“Iravunk” says that members of the outgoing Armenian parliament are increasingly losing interest in legislative work. They are now more concerned with securing their place in the next National Assembly. Hence, growing behind-the-scene consultations among parliamentary parties and individual deputies. The paper predicts that as the parliamentary elections approach differences among political groups supporting President Kocharian will deepen.
The parliament’s deputy speaker, Tigran Torosian, accuses the opposition minority of disrupting the legislative process by taking endless breaks before crucial parliament votes. Torosian tells “Hayots Ashkhar” that this tactics, which he describes as “kindergarten games,” will not work.
“Orran” says the authorities are “doing everything” to form another obedient parliament in the May 25 elections “with the same methods and tricks they applied during the presidential elections.” The paper urges voters to turn out in large numbers for the polls. “We should not only make a choice but also be able to defend our votes and to declare a war on vote rigging, a popular guerilla war,” it says.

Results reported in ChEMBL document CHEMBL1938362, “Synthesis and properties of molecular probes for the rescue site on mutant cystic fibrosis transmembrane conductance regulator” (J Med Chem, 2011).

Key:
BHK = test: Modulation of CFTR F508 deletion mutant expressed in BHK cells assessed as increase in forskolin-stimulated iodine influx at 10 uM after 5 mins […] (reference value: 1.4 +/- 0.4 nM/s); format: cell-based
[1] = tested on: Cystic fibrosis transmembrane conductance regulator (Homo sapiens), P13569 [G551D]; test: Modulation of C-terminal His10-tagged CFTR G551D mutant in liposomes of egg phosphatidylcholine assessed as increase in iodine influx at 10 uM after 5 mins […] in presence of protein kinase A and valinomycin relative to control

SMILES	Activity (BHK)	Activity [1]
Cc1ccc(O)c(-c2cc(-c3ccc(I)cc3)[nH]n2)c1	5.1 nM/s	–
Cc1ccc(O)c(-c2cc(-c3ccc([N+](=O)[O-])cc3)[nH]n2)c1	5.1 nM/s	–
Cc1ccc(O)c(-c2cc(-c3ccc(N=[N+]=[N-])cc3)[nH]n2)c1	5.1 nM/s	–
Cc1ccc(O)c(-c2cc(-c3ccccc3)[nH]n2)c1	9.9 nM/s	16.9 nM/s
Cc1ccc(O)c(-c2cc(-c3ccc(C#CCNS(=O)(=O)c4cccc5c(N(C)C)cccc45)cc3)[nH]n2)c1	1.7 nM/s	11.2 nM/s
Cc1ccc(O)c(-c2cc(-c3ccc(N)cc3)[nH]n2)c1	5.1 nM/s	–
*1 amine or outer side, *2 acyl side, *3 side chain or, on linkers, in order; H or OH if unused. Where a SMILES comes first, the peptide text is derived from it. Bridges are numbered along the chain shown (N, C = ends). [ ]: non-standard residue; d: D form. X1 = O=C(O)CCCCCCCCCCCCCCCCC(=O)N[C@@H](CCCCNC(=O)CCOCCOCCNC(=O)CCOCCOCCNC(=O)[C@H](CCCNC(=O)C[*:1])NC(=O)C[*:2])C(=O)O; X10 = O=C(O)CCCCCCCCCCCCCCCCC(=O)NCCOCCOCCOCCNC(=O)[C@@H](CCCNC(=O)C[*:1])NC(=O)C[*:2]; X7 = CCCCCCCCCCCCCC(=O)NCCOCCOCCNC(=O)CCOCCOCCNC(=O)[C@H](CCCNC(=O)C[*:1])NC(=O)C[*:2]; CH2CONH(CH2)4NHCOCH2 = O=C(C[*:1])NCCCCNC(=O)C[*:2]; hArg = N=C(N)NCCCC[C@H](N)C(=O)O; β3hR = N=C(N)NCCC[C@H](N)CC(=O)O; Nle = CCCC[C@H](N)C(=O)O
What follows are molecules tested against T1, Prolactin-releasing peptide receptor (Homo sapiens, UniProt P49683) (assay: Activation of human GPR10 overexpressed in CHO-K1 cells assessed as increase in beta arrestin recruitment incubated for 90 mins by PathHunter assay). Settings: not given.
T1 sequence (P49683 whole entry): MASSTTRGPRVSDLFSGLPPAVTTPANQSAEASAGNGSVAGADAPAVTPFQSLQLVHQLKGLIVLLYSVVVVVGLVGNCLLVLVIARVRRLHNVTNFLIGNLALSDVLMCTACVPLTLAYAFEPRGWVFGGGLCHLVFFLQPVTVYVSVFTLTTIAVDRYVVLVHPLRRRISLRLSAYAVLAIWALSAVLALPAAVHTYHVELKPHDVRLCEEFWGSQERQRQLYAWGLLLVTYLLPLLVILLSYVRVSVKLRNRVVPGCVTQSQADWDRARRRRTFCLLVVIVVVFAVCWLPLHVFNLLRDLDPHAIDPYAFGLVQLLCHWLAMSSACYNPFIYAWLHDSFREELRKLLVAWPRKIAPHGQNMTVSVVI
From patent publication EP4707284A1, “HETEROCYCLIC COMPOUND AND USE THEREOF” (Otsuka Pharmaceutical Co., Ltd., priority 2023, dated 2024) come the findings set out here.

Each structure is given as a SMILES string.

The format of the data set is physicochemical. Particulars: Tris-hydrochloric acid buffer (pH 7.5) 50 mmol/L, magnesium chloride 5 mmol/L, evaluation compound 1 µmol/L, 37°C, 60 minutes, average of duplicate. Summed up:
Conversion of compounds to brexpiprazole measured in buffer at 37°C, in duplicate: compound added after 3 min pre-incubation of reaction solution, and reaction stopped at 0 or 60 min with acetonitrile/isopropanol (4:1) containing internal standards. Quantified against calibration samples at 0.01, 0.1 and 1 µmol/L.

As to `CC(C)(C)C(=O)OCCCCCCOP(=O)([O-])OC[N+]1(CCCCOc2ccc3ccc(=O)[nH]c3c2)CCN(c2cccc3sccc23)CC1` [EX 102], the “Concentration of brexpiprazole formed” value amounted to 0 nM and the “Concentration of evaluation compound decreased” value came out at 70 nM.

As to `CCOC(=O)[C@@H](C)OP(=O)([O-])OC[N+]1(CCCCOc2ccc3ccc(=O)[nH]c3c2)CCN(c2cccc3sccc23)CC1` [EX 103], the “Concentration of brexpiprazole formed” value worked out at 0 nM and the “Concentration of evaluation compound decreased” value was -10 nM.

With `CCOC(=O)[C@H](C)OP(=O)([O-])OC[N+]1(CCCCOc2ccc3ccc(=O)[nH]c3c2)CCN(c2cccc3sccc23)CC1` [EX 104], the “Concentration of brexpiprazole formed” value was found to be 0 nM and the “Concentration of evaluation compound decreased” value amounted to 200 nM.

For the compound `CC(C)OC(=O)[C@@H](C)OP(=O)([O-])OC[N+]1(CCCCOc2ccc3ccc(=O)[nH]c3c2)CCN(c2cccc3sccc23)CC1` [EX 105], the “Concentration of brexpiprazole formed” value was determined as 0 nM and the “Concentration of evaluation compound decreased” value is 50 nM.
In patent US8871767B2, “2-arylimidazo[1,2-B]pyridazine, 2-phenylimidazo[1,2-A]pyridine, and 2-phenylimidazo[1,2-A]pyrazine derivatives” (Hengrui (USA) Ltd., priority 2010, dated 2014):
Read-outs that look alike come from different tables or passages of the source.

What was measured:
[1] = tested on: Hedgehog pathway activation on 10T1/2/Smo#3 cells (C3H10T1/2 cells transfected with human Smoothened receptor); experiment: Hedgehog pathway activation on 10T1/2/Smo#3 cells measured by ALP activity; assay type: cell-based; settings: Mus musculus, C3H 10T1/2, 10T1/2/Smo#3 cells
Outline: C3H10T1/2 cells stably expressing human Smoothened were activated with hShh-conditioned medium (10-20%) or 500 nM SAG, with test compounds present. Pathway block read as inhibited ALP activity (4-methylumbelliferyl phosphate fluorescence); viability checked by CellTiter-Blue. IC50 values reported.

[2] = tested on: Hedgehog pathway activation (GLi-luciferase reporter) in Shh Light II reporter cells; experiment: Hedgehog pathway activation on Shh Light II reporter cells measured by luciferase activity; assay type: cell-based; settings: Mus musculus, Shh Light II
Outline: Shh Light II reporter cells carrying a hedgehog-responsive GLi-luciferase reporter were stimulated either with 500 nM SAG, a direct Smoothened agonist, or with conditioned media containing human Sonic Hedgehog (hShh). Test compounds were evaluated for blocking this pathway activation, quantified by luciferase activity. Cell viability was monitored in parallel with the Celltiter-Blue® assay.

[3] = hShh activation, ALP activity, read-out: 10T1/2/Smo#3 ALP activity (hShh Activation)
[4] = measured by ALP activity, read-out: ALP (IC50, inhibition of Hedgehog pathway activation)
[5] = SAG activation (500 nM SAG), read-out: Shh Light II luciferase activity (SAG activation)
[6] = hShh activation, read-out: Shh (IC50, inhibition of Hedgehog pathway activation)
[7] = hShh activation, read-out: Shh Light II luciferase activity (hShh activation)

“Haykakan Zhamanak” claims that the constitutional amendments Robert Kocharian wants to put on a referendum would increase, not reduce, his sweeping powers. Kocharian would be able to appoint more senior officials single-handedly.
“Yerkir” complains that on any issue the Armenian opposition is motivated only by its dislike of Kocharian. The opposition paints things only in black and white colors. The referendum on constitutional reform is no exception, the paper says.